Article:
And then there was the D800.  It was the first major event I have shot with it.  There has been so much written about it by people who get it one day and review it profoundly the next but who don't try it out in the heat of a must get the shot situation.  Well this is undoubtedly, for me, the best camera in the world.  Yes there are other more expensive cameras and there are quicker cameras.  And there are more forgiving cameras.  But when you get it "right" with this camera it has a tonal range and quality that is above and beyond my expectations.  Difficult to describe but the D700 became an extension of my photographic vision and in time so will the D800.  And it will take time because it is unforgiving.  Especially when in one minute you move form a dark festival tent and flashing strobes into bright sunlight and then onto night time.  But it has all the right capabilities and more.

Sunday 9 September 2012

The "Glastonbury Vibe" Coming to an iPad Near You

There are several reasons to be cheerful. Our Glastonbury book has gone to the distributor.  When I say our, I mean this is a photographic documentary of the Glastonbury Festival and contains images from both Alasdair and myself.  250 images to be precise.  So it has been a serious undertaking and covers 3 Glasto festivals.

I find writing a cathartic experience.  Also I enjoy the challenge of doing a photo book.  It is a historical record of my photography at this time.  This time around I have used Apple's iBook Author.  This was not an easy decision as it restricts the book to those that have an iPad.  Nevertheless I am using iBook Author because it allows me much greater flexibility in how I present the book.  I have been able to include YouTube clips from some of my favourite Glastonbury sets which help to bring the book alive.  Also I very much appreciate the ease with which you can produce what is a very slick presentation format.  Like much of what Apple does - it just works.  And effortlessly.  Following on the challenges and tribulations of trying to achieve photographic quality in an eBook format, by comparison iBook Author is a dawdle and much more.

So the book should be in the iBookstore in the next few weeks.  I will confirm the date nearer the time.

Meanwhile it is back to the mountains.  Where I belong :-)

The Golden People - Death of Michael Jackson

Trash City Mega Phone Music

Silhouetting The Ting Tings on the Other Stage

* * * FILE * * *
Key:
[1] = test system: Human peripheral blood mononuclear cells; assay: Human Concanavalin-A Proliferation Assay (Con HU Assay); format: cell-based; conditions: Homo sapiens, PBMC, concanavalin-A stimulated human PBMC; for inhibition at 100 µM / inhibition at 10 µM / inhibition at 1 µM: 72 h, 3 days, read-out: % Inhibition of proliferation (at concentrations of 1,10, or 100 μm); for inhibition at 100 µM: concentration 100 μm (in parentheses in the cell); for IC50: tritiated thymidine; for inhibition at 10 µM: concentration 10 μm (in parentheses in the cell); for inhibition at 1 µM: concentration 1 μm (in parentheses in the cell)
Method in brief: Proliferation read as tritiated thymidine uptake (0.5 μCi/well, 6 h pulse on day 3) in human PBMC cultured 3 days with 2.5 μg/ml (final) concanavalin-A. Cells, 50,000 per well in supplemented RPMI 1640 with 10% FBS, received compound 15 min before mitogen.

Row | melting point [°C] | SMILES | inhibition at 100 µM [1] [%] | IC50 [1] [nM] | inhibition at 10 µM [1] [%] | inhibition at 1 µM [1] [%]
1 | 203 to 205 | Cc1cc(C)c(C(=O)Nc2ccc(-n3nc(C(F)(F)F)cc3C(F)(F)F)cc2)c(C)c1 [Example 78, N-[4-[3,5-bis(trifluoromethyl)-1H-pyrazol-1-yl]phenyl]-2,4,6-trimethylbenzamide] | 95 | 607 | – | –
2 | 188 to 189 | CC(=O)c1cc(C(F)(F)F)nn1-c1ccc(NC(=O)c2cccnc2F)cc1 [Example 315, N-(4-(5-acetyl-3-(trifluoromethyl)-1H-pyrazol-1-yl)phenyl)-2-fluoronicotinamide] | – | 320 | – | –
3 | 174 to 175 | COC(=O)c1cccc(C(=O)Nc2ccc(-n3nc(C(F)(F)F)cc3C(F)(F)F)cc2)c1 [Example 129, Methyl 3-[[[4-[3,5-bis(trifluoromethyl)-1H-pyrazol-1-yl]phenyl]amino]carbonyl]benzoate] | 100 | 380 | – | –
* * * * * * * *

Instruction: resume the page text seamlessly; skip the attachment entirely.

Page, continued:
The Boss on the Pyramid Stage

Monday 4 June 2012

Tabernas Turbidites and Cowboys

I always wanted to visit Tabernas in Andalucia and see the deepwater turbidites.  And also the cowboys.  For a week last week we drove around the ramblas and inspected the world class outcrops.  Many thanks to my colleagues and I dedicate these images to all those in Car 5.  May you always be strapped up and your sense of humour never leave you :-)

And here are the outcrops and the cowboy.  I include the perro who is  a contemporary Spanish native.


Looks marginal to me - the devil is in the architecture.

Tabernas Europe's only desert world class mostly confined tubidite systems.

Modern cowboys have PDAs and still shoot.

Sunday 5 February 2012

Sunday Morning Reading

A couple of articles in the FT make interesting reading this morning.  One does not expect quality photographic critique on the FT, but these days you take it where you can get!!

The first is an interview with Cindy Sherman.  For those not familiar with her work then this article reveals a great deal.  It is a prelude to her forthcoming retrospective at MOMA.  Say no more:

Cindy Sherman in the FT.

The second is a more difficult concept to get your head around but nevertheless a thought provoking one.  A review of a project on Israel with a group of the most famous photographers in the world.  Sounds extreme and from reading the article, seems.  If you are interested on how Koudelka and Shore and Struth spend their days then this a is a little, but not huge insight.

FT Ways of Seeing.

Finally the reason for my long time silence is that I am busy and that includes another book.  I always wanted to publish my Glastonbury homage.  And with a year off - the Olympics in June will use up all available portaloos in the country- this is the time to do it.

As a taster here is a photo from Chumbawamba in the Avalon Tent - not many musicians can play the tie!!